Abbott govt ties itself in rhetorical knots to defend coal industry

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The Abbott government continues to tie itself in knots trying to protect the declining coal industry this week, showing ‘disrespect for the judicial system’ and announcing its intention to restrict the ability of environmental groups to mount legal challenges against coal mines in the wake of the Mackay Conservation Group’s successful case. Frustrated by the wheels coming off Indian coal company Adani’s vast Carmichael mine in Queensland, the government has launched a hysterical push to abolish a section of the Environment Protection and Biodiversity Conservation Act (EPBC), so only those directly affected by such projects can challenge them in court. Third party appeals have affected only 0.4 per cent of such projects since the EPBC was brought in by the Howard government 15 years ago. As the Act did not impact the mining boom, the Government’s enthusiasm to change the law – like its development of climate policies that protect the coal industry – is looking more like an ‘astonishingly slapstick’ political tactic than a considered reform, especially given it is unlikely to pass a Senate vote, with at least two crossbench senators already opposing the changes. The push comes as Kiribati calls for a global moratorium on new coal plants and mines, now echoed by Nicholas Stern, as the scientific reality that new coal is incompatible with keeping average global temperatures below 2DegC of warming sinks in.

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Key Points

  • If the government and coal companies have done nothing wrong, they have nothing to fear from legal challenges. Defunding the Environmental Defenders Office did not stop community groups using their legal rights to challenge a destructive coal project and win, and the Abbott government’s hysterical over-reactive push to change the law will only draw out, not rule out, future cases. The Mackay Conservation Group’s win against Adani is among a miniscule 0.4 per cent of cases to successfully use the EPBC act since July 2000. Roughly 5,500 projects have been through the EPBC process, only 33 have been taken to court, and six succeeded. This is hardly a case of “lawfare” and, as Attorney General George Brandis should know: “vigilantes” by definition, do not operate within the legal system.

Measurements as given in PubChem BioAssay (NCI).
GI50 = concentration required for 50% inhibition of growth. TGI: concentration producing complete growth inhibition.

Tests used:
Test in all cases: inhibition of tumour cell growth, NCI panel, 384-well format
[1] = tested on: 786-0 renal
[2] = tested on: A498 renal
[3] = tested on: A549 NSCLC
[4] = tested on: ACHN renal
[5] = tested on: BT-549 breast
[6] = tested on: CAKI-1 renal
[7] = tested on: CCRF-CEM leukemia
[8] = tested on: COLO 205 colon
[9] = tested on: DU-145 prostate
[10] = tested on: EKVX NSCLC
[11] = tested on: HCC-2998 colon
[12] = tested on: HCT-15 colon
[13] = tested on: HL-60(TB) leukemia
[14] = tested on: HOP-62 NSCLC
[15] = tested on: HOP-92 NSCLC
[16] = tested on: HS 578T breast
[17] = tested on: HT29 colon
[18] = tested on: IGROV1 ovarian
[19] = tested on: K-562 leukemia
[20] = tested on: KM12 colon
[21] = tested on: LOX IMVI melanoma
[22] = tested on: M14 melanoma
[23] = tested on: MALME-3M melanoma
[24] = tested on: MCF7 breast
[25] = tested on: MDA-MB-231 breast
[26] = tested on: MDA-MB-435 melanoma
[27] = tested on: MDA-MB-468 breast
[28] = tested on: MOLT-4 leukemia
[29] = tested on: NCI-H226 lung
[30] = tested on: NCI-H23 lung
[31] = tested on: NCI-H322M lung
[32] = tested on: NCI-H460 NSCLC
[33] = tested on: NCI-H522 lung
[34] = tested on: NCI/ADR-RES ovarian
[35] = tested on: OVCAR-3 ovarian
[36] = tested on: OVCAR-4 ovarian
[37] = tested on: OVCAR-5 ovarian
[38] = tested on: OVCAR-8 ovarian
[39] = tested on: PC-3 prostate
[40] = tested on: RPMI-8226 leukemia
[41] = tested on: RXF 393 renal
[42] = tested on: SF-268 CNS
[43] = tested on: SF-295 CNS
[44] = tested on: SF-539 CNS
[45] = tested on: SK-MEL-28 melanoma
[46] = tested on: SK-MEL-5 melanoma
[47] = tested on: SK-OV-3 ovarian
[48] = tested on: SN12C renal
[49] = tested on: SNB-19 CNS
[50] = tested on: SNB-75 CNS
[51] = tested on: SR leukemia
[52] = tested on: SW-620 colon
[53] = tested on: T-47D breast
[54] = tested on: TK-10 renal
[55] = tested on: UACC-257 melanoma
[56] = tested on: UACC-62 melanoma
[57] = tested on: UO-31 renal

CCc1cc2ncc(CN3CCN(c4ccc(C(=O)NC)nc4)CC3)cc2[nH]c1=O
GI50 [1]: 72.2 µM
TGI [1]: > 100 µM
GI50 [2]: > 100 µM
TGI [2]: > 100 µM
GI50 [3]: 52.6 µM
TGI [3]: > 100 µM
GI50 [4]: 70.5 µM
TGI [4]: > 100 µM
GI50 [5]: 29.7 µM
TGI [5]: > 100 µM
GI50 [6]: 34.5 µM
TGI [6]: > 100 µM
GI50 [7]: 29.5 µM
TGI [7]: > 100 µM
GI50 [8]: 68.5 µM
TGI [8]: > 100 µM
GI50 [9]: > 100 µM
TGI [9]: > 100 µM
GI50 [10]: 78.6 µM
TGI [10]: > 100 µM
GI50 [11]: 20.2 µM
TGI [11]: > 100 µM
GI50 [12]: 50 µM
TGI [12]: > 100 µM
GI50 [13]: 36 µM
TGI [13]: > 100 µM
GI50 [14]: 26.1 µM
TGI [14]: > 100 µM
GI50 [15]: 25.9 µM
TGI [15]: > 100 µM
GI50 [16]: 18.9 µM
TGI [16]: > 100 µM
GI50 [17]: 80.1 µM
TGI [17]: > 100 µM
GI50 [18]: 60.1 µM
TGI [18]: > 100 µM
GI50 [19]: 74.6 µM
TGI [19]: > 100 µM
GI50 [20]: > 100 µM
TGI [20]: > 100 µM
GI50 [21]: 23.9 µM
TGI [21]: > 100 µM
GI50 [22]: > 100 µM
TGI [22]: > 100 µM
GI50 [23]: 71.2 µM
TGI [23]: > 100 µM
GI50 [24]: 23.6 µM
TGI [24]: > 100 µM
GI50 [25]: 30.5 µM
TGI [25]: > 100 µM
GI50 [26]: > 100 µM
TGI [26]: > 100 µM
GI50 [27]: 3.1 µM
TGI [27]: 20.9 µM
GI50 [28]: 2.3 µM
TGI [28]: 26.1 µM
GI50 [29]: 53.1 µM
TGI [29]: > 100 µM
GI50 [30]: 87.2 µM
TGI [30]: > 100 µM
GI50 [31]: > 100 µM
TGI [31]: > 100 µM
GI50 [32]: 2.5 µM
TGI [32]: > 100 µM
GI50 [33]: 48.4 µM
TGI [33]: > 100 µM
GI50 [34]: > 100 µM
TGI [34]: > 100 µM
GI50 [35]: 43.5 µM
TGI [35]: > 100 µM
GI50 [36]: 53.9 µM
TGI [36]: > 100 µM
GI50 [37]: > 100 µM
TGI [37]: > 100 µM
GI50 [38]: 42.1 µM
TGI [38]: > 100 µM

• The biggest danger to coal is its business case, not environmental legal cases. Lord Stern has joined Kiribati’s call for a global moratorium on new coal plants and mines, as new coal is absolutely incompatible with world temperatures staying below the internationally agreed red line of 2DegC of average warming. Countries around the world are increasingly taking this reality seriously and momentum away from coal is growing. The market has woken up to this reality, and as result coal’s economic star is sinking fast.

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Key Quotes